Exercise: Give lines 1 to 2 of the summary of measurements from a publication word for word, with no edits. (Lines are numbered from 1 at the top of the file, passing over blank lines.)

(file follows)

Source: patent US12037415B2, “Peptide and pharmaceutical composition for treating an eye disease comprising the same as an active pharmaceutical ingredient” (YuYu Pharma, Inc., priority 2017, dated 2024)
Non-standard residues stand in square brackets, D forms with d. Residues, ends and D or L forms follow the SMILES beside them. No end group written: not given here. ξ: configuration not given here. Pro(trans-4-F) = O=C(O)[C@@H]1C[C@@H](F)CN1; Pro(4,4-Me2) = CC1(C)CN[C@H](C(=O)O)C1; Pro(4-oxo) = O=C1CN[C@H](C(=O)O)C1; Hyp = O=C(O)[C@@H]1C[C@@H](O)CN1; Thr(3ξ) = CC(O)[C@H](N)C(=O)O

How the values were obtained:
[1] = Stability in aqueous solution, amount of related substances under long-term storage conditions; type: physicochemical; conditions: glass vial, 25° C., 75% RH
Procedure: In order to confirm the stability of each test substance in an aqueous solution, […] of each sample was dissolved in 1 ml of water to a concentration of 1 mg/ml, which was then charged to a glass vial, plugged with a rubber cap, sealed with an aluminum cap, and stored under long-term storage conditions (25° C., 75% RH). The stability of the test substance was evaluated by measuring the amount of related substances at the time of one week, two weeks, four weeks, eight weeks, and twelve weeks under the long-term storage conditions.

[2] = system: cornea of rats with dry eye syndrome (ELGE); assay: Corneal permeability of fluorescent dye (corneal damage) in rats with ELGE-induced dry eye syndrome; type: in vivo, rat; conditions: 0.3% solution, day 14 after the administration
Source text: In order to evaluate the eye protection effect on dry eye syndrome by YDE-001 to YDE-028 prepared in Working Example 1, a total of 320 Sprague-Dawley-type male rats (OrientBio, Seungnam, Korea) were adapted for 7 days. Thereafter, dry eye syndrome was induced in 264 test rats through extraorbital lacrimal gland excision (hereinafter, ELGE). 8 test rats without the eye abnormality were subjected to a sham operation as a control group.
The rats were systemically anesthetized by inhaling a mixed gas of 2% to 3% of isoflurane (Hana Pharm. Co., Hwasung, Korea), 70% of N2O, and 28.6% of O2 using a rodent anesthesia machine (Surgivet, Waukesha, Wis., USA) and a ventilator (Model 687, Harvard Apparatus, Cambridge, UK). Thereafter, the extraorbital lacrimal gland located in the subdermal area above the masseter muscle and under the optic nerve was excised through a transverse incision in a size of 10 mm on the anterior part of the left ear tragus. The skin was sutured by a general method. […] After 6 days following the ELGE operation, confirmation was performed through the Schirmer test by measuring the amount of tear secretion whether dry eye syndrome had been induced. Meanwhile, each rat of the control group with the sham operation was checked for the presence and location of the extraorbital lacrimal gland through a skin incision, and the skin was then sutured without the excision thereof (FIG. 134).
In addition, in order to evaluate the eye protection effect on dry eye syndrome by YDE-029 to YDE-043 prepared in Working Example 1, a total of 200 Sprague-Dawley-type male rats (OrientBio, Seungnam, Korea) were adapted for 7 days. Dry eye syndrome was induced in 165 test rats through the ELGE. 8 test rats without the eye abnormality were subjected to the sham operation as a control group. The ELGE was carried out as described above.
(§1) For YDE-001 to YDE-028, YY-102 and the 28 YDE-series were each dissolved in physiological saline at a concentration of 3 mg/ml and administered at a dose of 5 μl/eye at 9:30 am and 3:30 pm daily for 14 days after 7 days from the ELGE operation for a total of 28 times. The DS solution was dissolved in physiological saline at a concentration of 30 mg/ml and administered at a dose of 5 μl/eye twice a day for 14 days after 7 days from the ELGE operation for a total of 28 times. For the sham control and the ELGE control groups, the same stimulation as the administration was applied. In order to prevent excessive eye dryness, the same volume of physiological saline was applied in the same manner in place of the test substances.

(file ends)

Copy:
Source: patent US12037415B2, “Peptide and pharmaceutical composition for treating an eye disease comprising the same as an active pharmaceutical ingredient” (YuYu Pharma, Inc., priority 2017, dated 2024)
Non-standard residues stand in square brackets, D forms with d. Residues, ends and D or L forms follow the SMILES beside them. No end group written: not given here. ξ: configuration not given here. Pro(trans-4-F) = O=C(O)[C@@H]1C[C@@H](F)CN1; Pro(4,4-Me2) = CC1(C)CN[C@H](C(=O)O)C1; Pro(4-oxo) = O=C1CN[C@H](C(=O)O)C1; Hyp = O=C(O)[C@@H]1C[C@@H](O)CN1; Thr(3ξ) = CC(O)[C@H](N)C(=O)O